You are slow because you can afford to be slow [since Germany and others are further from the front line]. What we don’t understand is why you resist strengthening your forefield [in Eastern Europe] even if it were to be done by others [such as the United States].

Europe is surrounded by a crisis crescent.

OZY:

Like putting more NATO troops in the Eastern countries?

RS:

Like doing for Poland what was done for Germany at a somewhat similar time, [when U.S. bases were fortified during the Cold War]. Don’t get me wrong: I am not saying that this is a new Cold War, or that we are back to this kind of confrontation. But the forces that we are asking for are 1 percent of what [Germany] had in the 1980s.

OZY:

So you say that Germany is blocking this?

RS:

The reality is that there are major bases in countries [like Germany] that are secure, and there is a reluctance to establish them in countries that feel exposed [like Poland].

If you look at a map, you see that Europe is surrounded by a crisis crescent that stretches from Ukraine to the Caucasus, Syria, Iraq, Gaza, Egypt to the Maghreb, Mali and Central Africa. At the same time, the U.S. doesn’t want to play the world’s policeman anymore.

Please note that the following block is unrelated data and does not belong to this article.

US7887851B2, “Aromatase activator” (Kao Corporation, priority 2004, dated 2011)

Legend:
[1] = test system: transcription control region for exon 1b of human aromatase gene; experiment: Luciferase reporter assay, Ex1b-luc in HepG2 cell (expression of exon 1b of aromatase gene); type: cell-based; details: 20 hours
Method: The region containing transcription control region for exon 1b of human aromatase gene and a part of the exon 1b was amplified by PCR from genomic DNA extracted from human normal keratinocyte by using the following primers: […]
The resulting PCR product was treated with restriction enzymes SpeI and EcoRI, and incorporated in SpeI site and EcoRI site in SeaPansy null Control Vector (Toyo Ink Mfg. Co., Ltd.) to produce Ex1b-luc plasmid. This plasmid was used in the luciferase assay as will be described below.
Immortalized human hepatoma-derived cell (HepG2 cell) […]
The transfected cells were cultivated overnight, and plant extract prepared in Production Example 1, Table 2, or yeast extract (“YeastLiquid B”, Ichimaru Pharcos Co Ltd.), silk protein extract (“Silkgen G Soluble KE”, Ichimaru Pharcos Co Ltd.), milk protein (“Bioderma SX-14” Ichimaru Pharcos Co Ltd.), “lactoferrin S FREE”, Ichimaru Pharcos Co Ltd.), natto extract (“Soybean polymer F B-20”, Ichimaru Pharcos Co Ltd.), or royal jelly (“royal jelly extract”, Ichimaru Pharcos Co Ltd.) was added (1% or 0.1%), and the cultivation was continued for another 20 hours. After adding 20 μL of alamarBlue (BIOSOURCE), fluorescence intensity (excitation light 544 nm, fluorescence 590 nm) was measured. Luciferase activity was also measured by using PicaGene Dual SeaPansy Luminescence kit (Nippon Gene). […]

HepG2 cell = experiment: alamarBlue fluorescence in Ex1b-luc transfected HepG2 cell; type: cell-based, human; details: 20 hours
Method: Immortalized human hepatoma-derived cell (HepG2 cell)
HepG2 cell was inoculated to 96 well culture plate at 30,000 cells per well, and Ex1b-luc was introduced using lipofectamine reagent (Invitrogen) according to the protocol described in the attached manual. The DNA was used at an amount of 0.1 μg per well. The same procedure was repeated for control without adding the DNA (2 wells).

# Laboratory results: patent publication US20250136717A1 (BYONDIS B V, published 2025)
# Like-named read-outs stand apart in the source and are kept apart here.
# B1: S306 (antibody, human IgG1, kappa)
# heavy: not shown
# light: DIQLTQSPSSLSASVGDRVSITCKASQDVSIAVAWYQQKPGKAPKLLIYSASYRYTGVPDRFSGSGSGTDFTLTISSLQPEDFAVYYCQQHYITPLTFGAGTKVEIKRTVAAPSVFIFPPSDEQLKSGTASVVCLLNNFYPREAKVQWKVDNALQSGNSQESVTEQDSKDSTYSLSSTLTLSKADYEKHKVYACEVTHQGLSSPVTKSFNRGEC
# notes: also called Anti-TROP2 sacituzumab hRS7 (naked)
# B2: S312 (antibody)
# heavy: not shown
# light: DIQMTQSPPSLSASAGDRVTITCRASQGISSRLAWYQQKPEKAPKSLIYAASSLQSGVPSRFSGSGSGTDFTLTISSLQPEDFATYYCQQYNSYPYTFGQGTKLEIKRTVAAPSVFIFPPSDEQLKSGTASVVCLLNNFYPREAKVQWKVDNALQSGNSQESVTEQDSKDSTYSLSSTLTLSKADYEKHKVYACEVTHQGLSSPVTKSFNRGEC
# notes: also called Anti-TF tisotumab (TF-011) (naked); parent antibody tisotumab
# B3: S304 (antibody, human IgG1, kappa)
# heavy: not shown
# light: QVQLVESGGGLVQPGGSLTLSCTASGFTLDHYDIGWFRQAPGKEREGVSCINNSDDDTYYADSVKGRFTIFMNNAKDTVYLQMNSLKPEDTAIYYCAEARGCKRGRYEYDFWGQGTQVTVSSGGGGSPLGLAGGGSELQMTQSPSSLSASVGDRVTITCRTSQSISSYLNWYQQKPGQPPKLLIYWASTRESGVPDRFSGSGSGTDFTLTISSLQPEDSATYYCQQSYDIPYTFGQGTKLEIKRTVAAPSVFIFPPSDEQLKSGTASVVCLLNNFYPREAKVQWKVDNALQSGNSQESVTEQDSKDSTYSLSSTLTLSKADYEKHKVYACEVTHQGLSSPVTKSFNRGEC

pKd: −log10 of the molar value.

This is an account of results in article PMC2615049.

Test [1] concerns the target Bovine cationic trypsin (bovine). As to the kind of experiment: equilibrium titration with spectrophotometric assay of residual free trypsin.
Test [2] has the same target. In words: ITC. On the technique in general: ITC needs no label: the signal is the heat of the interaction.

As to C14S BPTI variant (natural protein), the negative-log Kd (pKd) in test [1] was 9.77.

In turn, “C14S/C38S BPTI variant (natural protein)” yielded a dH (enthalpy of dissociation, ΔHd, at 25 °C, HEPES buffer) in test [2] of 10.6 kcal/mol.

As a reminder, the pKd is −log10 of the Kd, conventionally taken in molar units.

OZY:

So can this get even worse for Europe?

RS:

It will get worse. That’s why I have been advocating that Europe should get serious about defense. To the south of us, there are hundreds of millions of young people without the prospect of a job and of living in a successful country. We haven’t found a way of bringing that prosperity to them, and therefore they will either come to us as refugees or they will fight us, and it is happening already.